August 4, 2003

Forget Me Not

I have a problem.

I have no short term memory. It's not so much that I forget things, but more that I fail to remember things in the first place. Once my mind becomes focused on a specific thought, it basically stops paying attention to the rest of the world, including any actions I may be performing. At this exact moment, I have no clue where my building ID card is. It was on top of my dresser Friday night, I started to get ready to leave for the weekend (more on that later), and then it was gone. No, I didn't pack it. Yes, I checked. Yes, I checked again. Let's move on, ok?

The real mental hiccup occurred last Thursday. After riding my mountain bike to work, I locked it up as usual. I have one of those super-strong, U-shaped locks that are all but inpenetrable. Rumor is that it's constructed out of the same material as airplanes' black boxes. So, knowing my bicycle was secure, I decided it would be a good idea to transfer the key from the string it was on to my key chain. With this thought in mind, I wandered over to a nearby desk and began to take it off the flimsy shoelace that it was on. This is were my memory goes fuzzy.

Next thing I know, it's 6:30 PM and I'm getting ready to go home, but there is no bike-lock key on my key-chain. Instead, there is a key I've never seen before. Deciding I need to solve the mystery of the missing key before tackling the mystery of the new key, I begin to take action. I ask around, check the area around my bike, send a few emails, locate our buildings lost & found, etc... I even went so far as to clean my desk. Alas, my searching was in vain. After accepting my fate, I put my spare lock on the bike (What? You don't carry a spare lock?), and then took the subway home, defeated.

This problem isn't really my fault, it's genetic. Most of the time, it takes my relatives three tries to get my name right. My Mom's even gone so far as to get a small voice recorder, to be used as a substitute short-term memory. Unfortunately, all of the messages say "Why'd I press this damn button?!?"

Ok, back to the bike. This is not a big problem. I'll just get the back-up key, right? Wrong. There is no back-up key. Long story short, I borrowed the lock, and the lock's owner already lost the first key. So basically, I'm in a bad situation. My bike is locked at work, I have no key, and I refuse to pay a locksmith. This means if I don't find the key the next day (Friday), I was going to have spend all day Saturday trying to cut through an inch of steel with a hacksaw. I have no idea if that will even work, but that is my back-up plan.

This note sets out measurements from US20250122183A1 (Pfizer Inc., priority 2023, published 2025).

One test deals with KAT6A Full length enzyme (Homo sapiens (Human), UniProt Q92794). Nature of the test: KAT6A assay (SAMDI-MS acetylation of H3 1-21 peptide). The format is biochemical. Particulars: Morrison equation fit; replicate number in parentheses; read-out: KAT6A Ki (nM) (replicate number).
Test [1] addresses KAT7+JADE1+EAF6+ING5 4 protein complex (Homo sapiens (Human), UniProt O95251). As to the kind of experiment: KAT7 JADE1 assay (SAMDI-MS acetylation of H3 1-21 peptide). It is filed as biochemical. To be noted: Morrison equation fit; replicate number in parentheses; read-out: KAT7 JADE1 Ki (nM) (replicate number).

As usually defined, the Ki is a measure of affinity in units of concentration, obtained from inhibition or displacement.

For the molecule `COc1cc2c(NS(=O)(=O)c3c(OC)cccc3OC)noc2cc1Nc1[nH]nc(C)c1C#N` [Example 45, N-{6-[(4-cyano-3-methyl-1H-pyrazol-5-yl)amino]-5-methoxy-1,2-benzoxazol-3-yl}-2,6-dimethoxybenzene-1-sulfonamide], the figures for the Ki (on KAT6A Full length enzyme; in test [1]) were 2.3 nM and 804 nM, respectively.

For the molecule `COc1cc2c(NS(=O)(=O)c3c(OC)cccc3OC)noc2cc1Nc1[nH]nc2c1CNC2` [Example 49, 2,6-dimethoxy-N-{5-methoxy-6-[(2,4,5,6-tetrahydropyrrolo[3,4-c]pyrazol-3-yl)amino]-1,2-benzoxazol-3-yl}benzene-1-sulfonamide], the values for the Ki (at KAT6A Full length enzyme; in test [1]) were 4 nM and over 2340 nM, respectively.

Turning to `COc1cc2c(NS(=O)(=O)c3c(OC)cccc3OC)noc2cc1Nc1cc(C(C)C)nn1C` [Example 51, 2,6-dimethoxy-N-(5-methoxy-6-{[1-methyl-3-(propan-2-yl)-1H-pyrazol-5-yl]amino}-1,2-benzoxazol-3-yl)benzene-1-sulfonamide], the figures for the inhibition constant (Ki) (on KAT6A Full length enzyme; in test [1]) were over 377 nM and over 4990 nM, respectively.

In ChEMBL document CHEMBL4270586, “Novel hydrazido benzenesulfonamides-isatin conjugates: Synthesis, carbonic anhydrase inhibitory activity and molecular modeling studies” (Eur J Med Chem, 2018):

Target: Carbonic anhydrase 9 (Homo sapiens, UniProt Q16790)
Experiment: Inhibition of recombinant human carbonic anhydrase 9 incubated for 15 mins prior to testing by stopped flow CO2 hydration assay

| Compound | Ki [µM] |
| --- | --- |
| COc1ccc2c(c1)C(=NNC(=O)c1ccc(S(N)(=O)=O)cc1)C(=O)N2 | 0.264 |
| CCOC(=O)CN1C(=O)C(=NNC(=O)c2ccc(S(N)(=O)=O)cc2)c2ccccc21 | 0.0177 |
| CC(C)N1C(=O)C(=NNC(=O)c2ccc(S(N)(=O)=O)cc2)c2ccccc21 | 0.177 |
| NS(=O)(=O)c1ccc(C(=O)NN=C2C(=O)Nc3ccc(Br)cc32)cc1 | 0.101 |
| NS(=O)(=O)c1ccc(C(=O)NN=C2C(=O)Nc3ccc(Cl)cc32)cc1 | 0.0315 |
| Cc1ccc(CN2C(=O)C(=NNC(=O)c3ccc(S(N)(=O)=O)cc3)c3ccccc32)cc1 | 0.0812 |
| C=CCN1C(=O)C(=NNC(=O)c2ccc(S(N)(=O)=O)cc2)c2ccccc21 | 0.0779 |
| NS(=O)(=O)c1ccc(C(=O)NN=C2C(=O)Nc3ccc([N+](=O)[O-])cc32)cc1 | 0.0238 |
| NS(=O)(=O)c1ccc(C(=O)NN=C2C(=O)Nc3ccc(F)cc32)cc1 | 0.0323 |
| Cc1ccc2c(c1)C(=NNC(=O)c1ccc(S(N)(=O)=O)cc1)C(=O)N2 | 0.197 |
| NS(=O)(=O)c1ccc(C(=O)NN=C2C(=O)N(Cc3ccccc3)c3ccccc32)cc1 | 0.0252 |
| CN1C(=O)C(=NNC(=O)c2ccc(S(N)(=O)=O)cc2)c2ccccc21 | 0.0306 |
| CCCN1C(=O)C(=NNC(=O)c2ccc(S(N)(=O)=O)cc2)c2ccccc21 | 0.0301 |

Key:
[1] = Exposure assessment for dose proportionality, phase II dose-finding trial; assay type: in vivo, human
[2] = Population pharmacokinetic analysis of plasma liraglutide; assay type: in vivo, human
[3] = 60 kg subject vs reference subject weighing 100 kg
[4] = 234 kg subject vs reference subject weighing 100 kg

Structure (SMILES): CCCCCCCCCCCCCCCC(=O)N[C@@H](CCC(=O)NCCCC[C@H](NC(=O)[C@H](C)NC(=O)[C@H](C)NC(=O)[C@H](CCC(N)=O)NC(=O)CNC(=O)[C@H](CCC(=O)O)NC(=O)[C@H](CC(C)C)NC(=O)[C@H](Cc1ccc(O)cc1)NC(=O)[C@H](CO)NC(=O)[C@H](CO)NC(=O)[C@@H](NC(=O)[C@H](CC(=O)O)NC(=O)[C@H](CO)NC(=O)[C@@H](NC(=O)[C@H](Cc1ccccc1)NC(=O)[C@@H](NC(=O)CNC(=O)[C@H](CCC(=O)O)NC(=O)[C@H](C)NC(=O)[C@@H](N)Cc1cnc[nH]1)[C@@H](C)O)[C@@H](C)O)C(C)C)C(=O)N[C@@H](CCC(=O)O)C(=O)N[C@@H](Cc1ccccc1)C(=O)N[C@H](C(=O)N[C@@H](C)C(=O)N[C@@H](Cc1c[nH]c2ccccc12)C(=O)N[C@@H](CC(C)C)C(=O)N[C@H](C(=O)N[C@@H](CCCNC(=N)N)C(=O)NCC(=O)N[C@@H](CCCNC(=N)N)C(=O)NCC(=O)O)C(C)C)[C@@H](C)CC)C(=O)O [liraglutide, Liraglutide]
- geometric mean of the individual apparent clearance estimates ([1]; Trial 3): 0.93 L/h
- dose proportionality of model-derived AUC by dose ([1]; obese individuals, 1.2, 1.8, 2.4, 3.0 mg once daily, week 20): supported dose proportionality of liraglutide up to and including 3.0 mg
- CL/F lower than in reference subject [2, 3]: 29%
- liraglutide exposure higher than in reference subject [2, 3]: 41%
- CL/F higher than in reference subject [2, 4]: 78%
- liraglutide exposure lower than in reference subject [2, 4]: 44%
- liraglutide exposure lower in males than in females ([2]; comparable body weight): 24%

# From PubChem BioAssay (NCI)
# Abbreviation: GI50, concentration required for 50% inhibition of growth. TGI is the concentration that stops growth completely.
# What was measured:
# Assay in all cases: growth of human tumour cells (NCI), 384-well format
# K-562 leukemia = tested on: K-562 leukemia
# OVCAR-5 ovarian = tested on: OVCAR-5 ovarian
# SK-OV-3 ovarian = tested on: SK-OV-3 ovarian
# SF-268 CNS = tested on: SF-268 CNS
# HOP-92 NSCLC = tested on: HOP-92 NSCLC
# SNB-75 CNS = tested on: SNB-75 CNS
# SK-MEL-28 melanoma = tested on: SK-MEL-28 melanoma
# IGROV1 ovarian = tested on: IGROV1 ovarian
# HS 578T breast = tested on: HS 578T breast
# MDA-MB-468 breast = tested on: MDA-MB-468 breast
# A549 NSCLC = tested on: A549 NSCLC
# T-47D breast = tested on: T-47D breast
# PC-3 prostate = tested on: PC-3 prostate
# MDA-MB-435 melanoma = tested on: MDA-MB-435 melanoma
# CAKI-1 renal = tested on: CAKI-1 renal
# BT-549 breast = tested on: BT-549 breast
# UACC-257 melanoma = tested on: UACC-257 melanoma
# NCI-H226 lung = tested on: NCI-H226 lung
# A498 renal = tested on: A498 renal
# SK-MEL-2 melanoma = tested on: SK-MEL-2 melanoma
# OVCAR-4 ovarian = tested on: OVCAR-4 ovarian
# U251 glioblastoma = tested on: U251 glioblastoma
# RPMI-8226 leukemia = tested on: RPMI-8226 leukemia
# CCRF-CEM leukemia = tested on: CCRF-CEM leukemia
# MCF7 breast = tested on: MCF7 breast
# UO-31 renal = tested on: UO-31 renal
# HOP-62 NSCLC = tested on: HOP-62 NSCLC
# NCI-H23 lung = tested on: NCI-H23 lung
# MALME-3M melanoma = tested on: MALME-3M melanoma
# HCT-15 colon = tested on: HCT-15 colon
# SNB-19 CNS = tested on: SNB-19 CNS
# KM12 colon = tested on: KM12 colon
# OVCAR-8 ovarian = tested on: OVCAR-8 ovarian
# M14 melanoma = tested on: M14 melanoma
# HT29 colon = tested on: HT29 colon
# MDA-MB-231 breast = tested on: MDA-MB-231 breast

Friday comes, and I spend the better part of the day retracing my steps. Still, there is no sign of the key. Finally, one of the maintenance workers remembers that he found a key sitting on top of the desk near my bike. What did he do with it? He put in another desk's drawer, of course. Sure enough, we go to the other desk, open up it's drawer, and there sits my key.

I still didn't have a clue where the other key came from, but I was beginning to form a theory. Becoming lost in thought, my body remembered that the task at hand was to add a key to a keychain. Not having the smartest subconscious, it wasn't fussy about which key. The mystery key must have been sitting on the desk, which clearly met the once criteria my mind was looking for. Without another thought, the key quickly was added to my keychain. In hindsight, I should be glad I ended up with the right keychain.

As for the mystery key, I assumed it was for the desk next to my bike. After testing, this proved to be correct. With the mystery solved, I left the key on top of the desk, presumably to be moved to a random location by the building's crack maintenance staff.
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